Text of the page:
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Health-Enabling Technologies for Telerehabilitation of the Shoulder : A Feasibility and User Acceptance Study

Steiner, Bianca; Elgert, Lena; Saalfeld, Birgit; Schwartze, Jonas; Borrmann, Horst Peter; Kobelt-Pönicke, Axel; Figlewicz, Andreas; Kasprowski, Detlev; Thiel, Michael; Kreikebohm, Ralf GND; Haux, Reinhold GND; Wolf, Klaus-Hendrik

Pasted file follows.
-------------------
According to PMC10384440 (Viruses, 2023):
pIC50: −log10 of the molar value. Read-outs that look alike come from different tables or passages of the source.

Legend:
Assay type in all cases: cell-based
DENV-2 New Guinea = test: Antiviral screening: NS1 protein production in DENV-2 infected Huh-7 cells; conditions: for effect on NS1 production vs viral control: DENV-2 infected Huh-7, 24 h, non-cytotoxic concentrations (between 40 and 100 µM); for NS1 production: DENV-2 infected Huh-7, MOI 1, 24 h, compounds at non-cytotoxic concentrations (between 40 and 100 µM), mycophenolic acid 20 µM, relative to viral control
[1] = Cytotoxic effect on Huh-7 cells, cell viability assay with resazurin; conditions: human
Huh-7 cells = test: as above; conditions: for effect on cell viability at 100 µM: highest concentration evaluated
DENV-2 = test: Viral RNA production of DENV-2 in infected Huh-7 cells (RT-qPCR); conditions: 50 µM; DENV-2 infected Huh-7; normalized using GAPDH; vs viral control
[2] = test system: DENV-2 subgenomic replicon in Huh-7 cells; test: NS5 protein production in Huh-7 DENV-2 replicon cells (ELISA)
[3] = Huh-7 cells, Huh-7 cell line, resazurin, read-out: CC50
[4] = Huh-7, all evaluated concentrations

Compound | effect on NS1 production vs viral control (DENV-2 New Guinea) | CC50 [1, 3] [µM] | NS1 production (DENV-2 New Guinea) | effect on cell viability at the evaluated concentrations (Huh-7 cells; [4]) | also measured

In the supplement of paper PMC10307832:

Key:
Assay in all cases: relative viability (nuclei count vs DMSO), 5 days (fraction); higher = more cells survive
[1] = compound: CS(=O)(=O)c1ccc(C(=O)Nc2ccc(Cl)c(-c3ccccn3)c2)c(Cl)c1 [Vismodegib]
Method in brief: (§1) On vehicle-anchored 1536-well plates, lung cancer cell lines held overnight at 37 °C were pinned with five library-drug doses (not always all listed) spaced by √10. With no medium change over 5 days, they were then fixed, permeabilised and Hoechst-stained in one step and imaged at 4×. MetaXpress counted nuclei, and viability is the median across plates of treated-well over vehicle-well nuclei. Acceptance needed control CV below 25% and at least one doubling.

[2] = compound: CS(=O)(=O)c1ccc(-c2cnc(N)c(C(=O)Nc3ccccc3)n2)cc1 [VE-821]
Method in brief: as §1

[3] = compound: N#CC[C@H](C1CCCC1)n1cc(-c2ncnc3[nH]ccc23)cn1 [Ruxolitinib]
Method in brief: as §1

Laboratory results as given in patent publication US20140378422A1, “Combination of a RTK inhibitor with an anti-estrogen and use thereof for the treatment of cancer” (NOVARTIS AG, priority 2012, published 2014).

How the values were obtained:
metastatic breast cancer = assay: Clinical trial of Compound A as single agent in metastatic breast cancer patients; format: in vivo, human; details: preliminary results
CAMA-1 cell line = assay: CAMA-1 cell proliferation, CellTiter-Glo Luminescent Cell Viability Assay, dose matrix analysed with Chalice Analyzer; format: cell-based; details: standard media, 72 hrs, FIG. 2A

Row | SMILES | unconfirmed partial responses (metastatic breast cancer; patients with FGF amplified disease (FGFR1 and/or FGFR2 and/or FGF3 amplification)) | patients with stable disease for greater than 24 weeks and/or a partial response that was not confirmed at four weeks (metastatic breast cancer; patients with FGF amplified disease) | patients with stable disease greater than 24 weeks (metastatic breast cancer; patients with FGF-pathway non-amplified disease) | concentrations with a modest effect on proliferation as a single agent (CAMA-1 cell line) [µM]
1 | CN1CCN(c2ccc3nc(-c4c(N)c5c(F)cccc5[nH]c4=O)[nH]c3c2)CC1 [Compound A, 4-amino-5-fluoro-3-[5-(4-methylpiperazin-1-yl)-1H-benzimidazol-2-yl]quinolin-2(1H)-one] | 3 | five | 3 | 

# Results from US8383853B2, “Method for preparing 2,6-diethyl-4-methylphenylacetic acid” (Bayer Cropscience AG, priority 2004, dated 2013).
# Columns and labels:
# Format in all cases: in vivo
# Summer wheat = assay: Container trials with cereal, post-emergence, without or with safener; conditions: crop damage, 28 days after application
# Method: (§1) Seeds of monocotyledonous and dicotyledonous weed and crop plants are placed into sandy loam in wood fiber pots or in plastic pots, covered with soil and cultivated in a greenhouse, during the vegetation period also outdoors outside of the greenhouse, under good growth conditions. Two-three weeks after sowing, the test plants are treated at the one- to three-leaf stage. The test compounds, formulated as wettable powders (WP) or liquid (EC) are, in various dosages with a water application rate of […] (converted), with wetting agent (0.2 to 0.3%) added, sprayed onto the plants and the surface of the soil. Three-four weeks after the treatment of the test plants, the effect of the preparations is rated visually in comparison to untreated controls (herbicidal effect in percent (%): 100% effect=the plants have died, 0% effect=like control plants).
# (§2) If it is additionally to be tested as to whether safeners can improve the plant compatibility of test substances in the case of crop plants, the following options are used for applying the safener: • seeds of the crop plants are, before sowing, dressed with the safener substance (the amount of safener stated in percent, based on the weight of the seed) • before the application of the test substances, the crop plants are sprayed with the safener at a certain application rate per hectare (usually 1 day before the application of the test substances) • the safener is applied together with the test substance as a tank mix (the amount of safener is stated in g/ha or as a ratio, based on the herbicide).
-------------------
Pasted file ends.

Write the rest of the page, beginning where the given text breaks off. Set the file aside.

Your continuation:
BACKGROUND: After discharge from a rehabilitation center the continuation of therapy is necessary to secure already achieved healing progress and sustain (re-)integration into working life. To this end, home-based exercise programs are frequently prescribed. However, many patients do not perform their exercises as frequently as prescribed or even with incorrect movements. The telerehabilitation system AGT-Reha was developed to support patients with shoulder diseases during their home-based aftercare rehabilitation. OBJECTIVES: The presented pilot study AGT-Reha-P2 evaluates the technical feasibility and user acceptance of the home-based telerehabilitation system AGT-Reha. METHODS: A nonblinded, nonrandomized exploratory feasibility study was conducted over a 2-year period in patients' homes. Twelve patients completed a 3-month telerehabilitation exercise program with AGT-Reha. Primary outcome measures are the satisfying technical functionality and user acceptance assessed by technical parameters, structured interviews, and a four-dimensional questionnaire. Secondary endpoints are the medical rehabilitation success measured by the active range of motion and the shoulder function (pain and disability) assessed by employing the Neutral-0 Method and the standardized questionnaire "Shoulder Pain and Disability Index" (SPADI), respectively. To prepare an efficacy trial, various standardized questionnaires were included in the study to measure ability to work, capacity to work, and subjective prognosis of work capacity. The participants have been assessed at three measurement points: prebaseline (admission to rehabilitation center), baseline (discharge from rehabilitation center), and posttherapy. RESULTS: Six participants used the first version of AGT-Reha, while six other patients used an improved version. Despite minor technical problems, all participants successfully trained on their own with AGT-Reha at home. On average, participants trained at least once per day during their training period. Five of the 12 participants showed clinically relevant improvements of shoulder function (improved SPADI score > 11). The work-related parameters suggested a positive impact. All participants would recommend the system, ten participants would likely reuse it, and seven participants would have wanted to continue their use after 3 months. CONCLUSION: The findings show that home-based training with AGT-Reha is feasible and well accepted. Outcomes of SPADI indicate the effectiveness of aftercare with AGT-Reha. A controlled clinical trial to test this hypothesis will be conducted with a larger number of participants.

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